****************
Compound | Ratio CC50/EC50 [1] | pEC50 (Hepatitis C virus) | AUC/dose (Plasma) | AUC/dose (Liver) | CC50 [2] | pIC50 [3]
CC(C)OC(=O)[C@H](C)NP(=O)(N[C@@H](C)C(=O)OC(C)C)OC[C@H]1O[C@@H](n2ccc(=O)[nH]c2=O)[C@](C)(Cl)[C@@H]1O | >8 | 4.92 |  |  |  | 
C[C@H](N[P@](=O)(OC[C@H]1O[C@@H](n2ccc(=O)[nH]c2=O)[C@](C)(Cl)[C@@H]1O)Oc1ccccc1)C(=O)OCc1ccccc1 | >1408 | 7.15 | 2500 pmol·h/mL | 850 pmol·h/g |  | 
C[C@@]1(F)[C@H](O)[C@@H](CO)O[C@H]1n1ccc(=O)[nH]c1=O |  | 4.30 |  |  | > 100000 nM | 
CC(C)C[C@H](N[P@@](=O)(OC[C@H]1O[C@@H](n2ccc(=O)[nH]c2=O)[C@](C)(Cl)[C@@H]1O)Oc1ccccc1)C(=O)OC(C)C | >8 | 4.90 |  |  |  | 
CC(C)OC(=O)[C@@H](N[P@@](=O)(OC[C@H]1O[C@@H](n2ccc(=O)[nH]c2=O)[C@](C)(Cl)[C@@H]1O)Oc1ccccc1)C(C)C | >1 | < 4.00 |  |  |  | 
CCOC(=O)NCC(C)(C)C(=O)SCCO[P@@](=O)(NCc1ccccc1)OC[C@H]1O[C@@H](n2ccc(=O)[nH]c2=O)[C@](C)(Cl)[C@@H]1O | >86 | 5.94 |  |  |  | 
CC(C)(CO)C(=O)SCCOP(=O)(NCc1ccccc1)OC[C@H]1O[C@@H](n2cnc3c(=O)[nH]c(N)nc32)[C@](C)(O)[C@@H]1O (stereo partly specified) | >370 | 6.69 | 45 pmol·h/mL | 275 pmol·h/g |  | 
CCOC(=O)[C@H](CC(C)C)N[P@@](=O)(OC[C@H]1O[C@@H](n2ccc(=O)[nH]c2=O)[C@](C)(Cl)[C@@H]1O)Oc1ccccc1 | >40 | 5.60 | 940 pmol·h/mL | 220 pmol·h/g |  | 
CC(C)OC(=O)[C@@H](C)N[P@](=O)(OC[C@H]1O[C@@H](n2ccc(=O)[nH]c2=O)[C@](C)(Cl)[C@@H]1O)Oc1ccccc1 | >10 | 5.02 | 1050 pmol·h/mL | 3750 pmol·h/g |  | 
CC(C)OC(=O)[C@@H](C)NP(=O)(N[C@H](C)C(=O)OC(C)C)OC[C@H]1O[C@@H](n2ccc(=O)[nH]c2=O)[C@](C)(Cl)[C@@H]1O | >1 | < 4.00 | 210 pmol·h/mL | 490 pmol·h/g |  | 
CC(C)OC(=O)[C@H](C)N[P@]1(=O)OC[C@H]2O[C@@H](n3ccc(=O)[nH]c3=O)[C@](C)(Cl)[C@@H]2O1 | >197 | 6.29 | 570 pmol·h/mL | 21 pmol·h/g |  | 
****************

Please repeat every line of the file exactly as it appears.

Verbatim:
Compound | Ratio CC50/EC50 [1] | pEC50 (Hepatitis C virus) | AUC/dose (Plasma) | AUC/dose (Liver) | CC50 [2] | pIC50 [3]
CC(C)OC(=O)[C@H](C)NP(=O)(N[C@@H](C)C(=O)OC(C)C)OC[C@H]1O[C@@H](n2ccc(=O)[nH]c2=O)[C@](C)(Cl)[C@@H]1O | >8 | 4.92 |  |  |  | 
C[C@H](N[P@](=O)(OC[C@H]1O[C@@H](n2ccc(=O)[nH]c2=O)[C@](C)(Cl)[C@@H]1O)Oc1ccccc1)C(=O)OCc1ccccc1 | >1408 | 7.15 | 2500 pmol·h/mL | 850 pmol·h/g |  | 
C[C@@]1(F)[C@H](O)[C@@H](CO)O[C@H]1n1ccc(=O)[nH]c1=O |  | 4.30 |  |  | > 100000 nM | 
CC(C)C[C@H](N[P@@](=O)(OC[C@H]1O[C@@H](n2ccc(=O)[nH]c2=O)[C@](C)(Cl)[C@@H]1O)Oc1ccccc1)C(=O)OC(C)C | >8 | 4.90 |  |  |  | 
CC(C)OC(=O)[C@@H](N[P@@](=O)(OC[C@H]1O[C@@H](n2ccc(=O)[nH]c2=O)[C@](C)(Cl)[C@@H]1O)Oc1ccccc1)C(C)C | >1 | < 4.00 |  |  |  | 
CCOC(=O)NCC(C)(C)C(=O)SCCO[P@@](=O)(NCc1ccccc1)OC[C@H]1O[C@@H](n2ccc(=O)[nH]c2=O)[C@](C)(Cl)[C@@H]1O | >86 | 5.94 |  |  |  | 
CC(C)(CO)C(=O)SCCOP(=O)(NCc1ccccc1)OC[C@H]1O[C@@H](n2cnc3c(=O)[nH]c(N)nc32)[C@](C)(O)[C@@H]1O (stereo partly specified) | >370 | 6.69 | 45 pmol·h/mL | 275 pmol·h/g |  | 
CCOC(=O)[C@H](CC(C)C)N[P@@](=O)(OC[C@H]1O[C@@H](n2ccc(=O)[nH]c2=O)[C@](C)(Cl)[C@@H]1O)Oc1ccccc1 | >40 | 5.60 | 940 pmol·h/mL | 220 pmol·h/g |  | 
CC(C)OC(=O)[C@@H](C)N[P@](=O)(OC[C@H]1O[C@@H](n2ccc(=O)[nH]c2=O)[C@](C)(Cl)[C@@H]1O)Oc1ccccc1 | >10 | 5.02 | 1050 pmol·h/mL | 3750 pmol·h/g |  | 
CC(C)OC(=O)[C@@H](C)NP(=O)(N[C@H](C)C(=O)OC(C)C)OC[C@H]1O[C@@H](n2ccc(=O)[nH]c2=O)[C@](C)(Cl)[C@@H]1O | >1 | < 4.00 | 210 pmol·h/mL | 490 pmol·h/g |  | 
CC(C)OC(=O)[C@H](C)N[P@]1(=O)OC[C@H]2O[C@@H](n3ccc(=O)[nH]c3=O)[C@](C)(Cl)[C@@H]2O1 | >197 | 6.29 | 570 pmol·h/mL | 21 pmol·h/g |  | 